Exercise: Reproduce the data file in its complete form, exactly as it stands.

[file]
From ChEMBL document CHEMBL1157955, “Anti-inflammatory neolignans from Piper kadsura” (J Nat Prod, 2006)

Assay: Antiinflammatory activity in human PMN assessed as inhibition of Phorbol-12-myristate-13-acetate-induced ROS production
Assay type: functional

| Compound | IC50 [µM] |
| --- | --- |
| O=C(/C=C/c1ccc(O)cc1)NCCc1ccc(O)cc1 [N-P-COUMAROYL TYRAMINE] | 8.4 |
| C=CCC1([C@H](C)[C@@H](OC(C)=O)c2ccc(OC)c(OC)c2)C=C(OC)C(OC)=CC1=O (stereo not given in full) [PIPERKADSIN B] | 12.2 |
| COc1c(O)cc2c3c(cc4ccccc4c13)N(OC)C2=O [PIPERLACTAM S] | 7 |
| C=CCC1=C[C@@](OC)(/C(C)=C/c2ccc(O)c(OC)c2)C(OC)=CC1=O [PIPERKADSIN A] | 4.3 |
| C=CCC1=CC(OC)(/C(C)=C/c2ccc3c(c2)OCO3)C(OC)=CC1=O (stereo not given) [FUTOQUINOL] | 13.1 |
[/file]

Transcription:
From ChEMBL document CHEMBL1157955, “Anti-inflammatory neolignans from Piper kadsura” (J Nat Prod, 2006)

Assay: Antiinflammatory activity in human PMN assessed as inhibition of Phorbol-12-myristate-13-acetate-induced ROS production
Assay type: functional

| Compound | IC50 [µM] |
| --- | --- |
| O=C(/C=C/c1ccc(O)cc1)NCCc1ccc(O)cc1 [N-P-COUMAROYL TYRAMINE] | 8.4 |
| C=CCC1([C@H](C)[C@@H](OC(C)=O)c2ccc(OC)c(OC)c2)C=C(OC)C(OC)=CC1=O (stereo not given in full) [PIPERKADSIN B] | 12.2 |
| COc1c(O)cc2c3c(cc4ccccc4c13)N(OC)C2=O [PIPERLACTAM S] | 7 |
| C=CCC1=C[C@@](OC)(/C(C)=C/c2ccc(O)c(OC)c2)C(OC)=CC1=O [PIPERKADSIN A] | 4.3 |
| C=CCC1=CC(OC)(/C(C)=C/c2ccc3c(c2)OCO3)C(OC)=CC1=O (stereo not given) [FUTOQUINOL] | 13.1 |